The first system in Canada to provide paramedics with instant access to MedicAlert health records has been successfully launched in Nova Scotia. Within hours of the system going live, a paramedic in Halifax accessed potentially life-saving information en route to the hospital with a patient.

"Nova Scotia paramedics are highly trained individuals who do an exceptional job," said Health Minister Maureen MacDonald. "This system provides them with information that will help them do their job even better and I am proud that we are once again leading the way as the first province to have such a system in place."

MedicAlert Access-En Route in Nova Scotia allows paramedics to access the MedicAlert emergency health records from ambulances and include it as part of the electronic patient care record. The Siren ePCR software, developed by Medusa Medical Technologies, is used by paramedics to chart the care they provide to patients in the field.

Paramedics can now call up a patient's MedicAlert record, to obtain critical data such as allergy, medication, and physician information.

"The first of its kind in the world, this innovative solution gives paramedics early knowledge to make informed treatment and care decisions at the most crucial moments," said Scott Campbell, president and CEO, Medusa Medical Technologies Inc.

The system will help create more comprehensive and integrated information sharing between ambulatory care, emergency rooms, primary care physicians, and other sources of patient service. The model can also be used to provide other health care professionals, such as emergency room staff, with timely and secure access to MedicAlert information.

"One in five Canadians has a condition that should be known in an emergency situation," said Robert Ridge, president and CEO of MedicAlert. "This innovative program will let medical professionals hear Nova Scotians when they cannot speak for themselves."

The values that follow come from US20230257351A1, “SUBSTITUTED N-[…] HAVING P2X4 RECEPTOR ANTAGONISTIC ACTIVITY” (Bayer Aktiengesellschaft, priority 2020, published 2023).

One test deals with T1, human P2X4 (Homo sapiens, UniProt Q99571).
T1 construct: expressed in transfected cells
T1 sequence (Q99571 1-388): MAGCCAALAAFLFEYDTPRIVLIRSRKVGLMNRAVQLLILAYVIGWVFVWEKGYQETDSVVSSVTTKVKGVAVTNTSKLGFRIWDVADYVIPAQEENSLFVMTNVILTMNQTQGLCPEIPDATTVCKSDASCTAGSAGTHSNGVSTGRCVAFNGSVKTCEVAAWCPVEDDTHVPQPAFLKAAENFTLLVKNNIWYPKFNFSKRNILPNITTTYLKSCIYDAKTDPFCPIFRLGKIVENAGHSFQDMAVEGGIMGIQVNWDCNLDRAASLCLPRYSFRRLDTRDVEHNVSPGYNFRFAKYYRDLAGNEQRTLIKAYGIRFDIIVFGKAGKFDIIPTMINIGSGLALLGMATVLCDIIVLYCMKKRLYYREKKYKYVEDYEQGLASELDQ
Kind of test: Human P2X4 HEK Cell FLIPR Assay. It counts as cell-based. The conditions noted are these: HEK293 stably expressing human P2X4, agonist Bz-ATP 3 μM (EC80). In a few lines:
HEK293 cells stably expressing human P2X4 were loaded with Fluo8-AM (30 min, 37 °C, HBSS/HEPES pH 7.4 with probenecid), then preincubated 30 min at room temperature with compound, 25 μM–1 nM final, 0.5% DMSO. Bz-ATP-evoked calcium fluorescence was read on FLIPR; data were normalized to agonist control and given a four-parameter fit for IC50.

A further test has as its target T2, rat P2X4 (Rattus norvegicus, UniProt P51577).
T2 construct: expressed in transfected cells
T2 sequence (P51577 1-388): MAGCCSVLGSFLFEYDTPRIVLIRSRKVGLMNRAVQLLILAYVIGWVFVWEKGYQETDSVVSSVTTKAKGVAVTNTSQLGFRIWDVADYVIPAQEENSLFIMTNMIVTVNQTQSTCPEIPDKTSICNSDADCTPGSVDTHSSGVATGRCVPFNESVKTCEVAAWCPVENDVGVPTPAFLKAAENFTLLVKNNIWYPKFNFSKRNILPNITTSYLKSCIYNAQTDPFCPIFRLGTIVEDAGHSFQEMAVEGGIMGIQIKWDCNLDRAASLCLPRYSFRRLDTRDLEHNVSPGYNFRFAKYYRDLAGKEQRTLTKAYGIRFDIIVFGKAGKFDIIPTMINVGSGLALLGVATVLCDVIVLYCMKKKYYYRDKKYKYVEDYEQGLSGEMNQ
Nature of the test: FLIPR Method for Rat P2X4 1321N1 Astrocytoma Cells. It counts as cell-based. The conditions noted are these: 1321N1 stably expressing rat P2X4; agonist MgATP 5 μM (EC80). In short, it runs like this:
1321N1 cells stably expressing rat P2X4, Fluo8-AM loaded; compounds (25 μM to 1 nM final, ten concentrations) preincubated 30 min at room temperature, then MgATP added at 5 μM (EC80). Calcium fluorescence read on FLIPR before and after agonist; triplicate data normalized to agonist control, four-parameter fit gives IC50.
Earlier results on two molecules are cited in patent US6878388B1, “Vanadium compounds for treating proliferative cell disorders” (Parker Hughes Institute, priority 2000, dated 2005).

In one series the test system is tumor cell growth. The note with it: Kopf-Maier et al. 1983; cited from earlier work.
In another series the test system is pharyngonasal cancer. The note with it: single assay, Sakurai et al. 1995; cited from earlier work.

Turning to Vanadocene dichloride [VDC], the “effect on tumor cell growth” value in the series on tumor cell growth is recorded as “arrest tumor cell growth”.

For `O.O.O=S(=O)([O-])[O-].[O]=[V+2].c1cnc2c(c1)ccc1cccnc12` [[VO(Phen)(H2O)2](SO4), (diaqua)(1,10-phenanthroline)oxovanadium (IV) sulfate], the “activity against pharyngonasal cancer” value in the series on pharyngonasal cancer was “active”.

There are more than 43,500 Nova Scotians enrolled with MedicAlert, a national charity. They are people of all ages with chronic medical conditions such as diabetes, hypertension, asthma and allergies, medical implants and special needs.

"This is an excellent example of the type of innovative systems evolving from electronic health records," said Richard Alvarez, CEO of Canada Health Infoway. "The MedicAlert Access--En Route system is helping patients in crisis receive the right treatment sooner, resulting in better patient outcomes."

The MedicAlert Access-En Route in Nova Scotia project will cost about $625,000. The Department of Health will provide about $12,000 a year for ongoing support of the system. Canada Health Infoway is contributing $475,000, and MedicAlert is investing $150,000.

The Canadian MedicAlert Foundation is the largest membership-based registered charity in Canada with more than one million members. More information about MedicAlert is available online at WWW.MEDICALERT.CA/EN/INDEX.ASP.

Canada Health Infoway is an independent, not-for-profit organization funded by the federal government. It jointly invests with every province and territory to accelerate the development and adoption of electronic health record projects in Canada. More information about Canada Health Infoway is available online at WWW.INFOWAY-INFOROUTE.CA.

For more information, contact:

Brett Loney
Department of Health

donalee Moulton
Canadian MedicAlert Foundation

Dan Strasbourg
Canada Health Infoway